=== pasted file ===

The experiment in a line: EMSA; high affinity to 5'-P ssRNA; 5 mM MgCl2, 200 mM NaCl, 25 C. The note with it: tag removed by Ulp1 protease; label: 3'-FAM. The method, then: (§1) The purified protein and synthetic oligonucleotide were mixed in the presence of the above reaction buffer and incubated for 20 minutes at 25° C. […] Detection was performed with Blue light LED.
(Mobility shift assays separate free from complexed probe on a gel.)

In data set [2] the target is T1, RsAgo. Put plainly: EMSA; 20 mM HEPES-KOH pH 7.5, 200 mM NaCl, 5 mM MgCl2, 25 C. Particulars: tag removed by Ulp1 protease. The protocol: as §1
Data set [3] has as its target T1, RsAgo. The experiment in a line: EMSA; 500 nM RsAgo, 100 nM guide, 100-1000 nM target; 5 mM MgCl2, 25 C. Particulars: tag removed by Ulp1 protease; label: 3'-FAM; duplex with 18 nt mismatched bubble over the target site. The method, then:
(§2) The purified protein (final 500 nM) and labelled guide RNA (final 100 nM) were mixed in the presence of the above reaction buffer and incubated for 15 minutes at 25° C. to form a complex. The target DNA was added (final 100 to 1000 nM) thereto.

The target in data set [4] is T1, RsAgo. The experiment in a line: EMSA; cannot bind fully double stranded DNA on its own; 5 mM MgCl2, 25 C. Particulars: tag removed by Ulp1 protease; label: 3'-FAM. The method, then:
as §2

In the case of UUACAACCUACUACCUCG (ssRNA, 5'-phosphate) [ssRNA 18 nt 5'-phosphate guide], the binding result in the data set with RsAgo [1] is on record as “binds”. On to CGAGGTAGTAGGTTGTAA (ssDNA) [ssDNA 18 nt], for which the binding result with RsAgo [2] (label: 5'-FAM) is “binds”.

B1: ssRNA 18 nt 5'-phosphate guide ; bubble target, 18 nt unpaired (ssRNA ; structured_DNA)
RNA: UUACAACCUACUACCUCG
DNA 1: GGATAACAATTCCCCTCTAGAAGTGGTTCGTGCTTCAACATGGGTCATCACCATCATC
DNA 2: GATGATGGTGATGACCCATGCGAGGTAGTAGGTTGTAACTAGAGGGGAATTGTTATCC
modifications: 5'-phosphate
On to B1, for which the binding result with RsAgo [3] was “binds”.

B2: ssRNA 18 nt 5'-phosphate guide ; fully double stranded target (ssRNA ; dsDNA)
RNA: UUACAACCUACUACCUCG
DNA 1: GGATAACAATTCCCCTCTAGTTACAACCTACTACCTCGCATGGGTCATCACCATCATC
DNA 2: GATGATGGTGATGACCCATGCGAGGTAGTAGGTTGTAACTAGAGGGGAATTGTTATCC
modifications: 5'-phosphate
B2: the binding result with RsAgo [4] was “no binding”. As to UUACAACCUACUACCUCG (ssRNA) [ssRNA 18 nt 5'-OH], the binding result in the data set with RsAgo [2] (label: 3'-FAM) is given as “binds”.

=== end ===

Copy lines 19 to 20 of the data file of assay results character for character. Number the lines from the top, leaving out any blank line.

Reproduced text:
modifications: 5'-phosphate
B2: the binding result with RsAgo [4] was “no binding”. As to UUACAACCUACUACCUCG (ssRNA) [ssRNA 18 nt 5'-OH], the binding result in the data set with RsAgo [2] (label: 3'-FAM) is given as “binds”.